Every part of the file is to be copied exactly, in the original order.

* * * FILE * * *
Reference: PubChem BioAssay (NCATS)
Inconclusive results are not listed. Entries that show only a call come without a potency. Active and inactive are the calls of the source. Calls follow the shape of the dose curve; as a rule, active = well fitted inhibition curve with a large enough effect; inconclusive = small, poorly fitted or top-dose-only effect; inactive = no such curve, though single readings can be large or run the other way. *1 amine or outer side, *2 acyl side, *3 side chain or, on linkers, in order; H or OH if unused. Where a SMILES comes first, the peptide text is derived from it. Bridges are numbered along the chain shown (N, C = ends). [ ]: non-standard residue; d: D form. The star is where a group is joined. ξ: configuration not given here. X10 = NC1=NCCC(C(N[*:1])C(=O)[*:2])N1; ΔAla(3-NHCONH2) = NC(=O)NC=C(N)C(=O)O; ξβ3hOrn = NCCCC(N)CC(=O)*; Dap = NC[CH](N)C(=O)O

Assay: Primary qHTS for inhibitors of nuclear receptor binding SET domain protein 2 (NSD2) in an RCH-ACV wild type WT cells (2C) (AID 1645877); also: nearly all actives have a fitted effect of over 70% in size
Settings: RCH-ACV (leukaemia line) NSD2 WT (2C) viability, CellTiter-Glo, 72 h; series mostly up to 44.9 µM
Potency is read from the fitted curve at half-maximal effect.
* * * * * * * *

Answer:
Reference: PubChem BioAssay (NCATS)
Inconclusive results are not listed. Entries that show only a call come without a potency. Active and inactive are the calls of the source. Calls follow the shape of the dose curve; as a rule, active = well fitted inhibition curve with a large enough effect; inconclusive = small, poorly fitted or top-dose-only effect; inactive = no such curve, though single readings can be large or run the other way. *1 amine or outer side, *2 acyl side, *3 side chain or, on linkers, in order; H or OH if unused. Where a SMILES comes first, the peptide text is derived from it. Bridges are numbered along the chain shown (N, C = ends). [ ]: non-standard residue; d: D form. The star is where a group is joined. ξ: configuration not given here. X10 = NC1=NCCC(C(N[*:1])C(=O)[*:2])N1; ΔAla(3-NHCONH2) = NC(=O)NC=C(N)C(=O)O; ξβ3hOrn = NCCCC(N)CC(=O)*; Dap = NC[CH](N)C(=O)O

Assay: Primary qHTS for inhibitors of nuclear receptor binding SET domain protein 2 (NSD2) in an RCH-ACV wild type WT cells (2C) (AID 1645877); also: nearly all actives have a fitted effect of over 70% in size
Settings: RCH-ACV (leukaemia line) NSD2 WT (2C) viability, CellTiter-Glo, 72 h; series mostly up to 44.9 µM
Potency is read from the fitted curve at half-maximal effect.